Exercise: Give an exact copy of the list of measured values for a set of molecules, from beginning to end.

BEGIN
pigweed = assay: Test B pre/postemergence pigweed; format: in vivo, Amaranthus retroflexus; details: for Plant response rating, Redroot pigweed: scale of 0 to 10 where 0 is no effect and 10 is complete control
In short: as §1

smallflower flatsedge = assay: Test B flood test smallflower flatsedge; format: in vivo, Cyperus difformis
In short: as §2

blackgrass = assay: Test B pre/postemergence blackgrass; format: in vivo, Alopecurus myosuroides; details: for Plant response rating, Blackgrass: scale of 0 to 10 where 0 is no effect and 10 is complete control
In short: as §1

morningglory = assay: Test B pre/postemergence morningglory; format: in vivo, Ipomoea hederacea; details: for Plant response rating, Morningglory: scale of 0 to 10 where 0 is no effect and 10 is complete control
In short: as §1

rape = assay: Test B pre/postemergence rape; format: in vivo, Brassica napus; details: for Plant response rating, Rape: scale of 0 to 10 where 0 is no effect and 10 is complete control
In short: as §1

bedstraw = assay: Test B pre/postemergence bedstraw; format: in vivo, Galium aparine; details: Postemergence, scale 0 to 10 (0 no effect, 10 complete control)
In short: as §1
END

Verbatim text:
pigweed = assay: Test B pre/postemergence pigweed; format: in vivo, Amaranthus retroflexus; details: for Plant response rating, Redroot pigweed: scale of 0 to 10 where 0 is no effect and 10 is complete control
In short: as §1

smallflower flatsedge = assay: Test B flood test smallflower flatsedge; format: in vivo, Cyperus difformis
In short: as §2

blackgrass = assay: Test B pre/postemergence blackgrass; format: in vivo, Alopecurus myosuroides; details: for Plant response rating, Blackgrass: scale of 0 to 10 where 0 is no effect and 10 is complete control
In short: as §1

morningglory = assay: Test B pre/postemergence morningglory; format: in vivo, Ipomoea hederacea; details: for Plant response rating, Morningglory: scale of 0 to 10 where 0 is no effect and 10 is complete control
In short: as §1

rape = assay: Test B pre/postemergence rape; format: in vivo, Brassica napus; details: for Plant response rating, Rape: scale of 0 to 10 where 0 is no effect and 10 is complete control
In short: as §1

bedstraw = assay: Test B pre/postemergence bedstraw; format: in vivo, Galium aparine; details: Postemergence, scale 0 to 10 (0 no effect, 10 complete control)
In short: as §1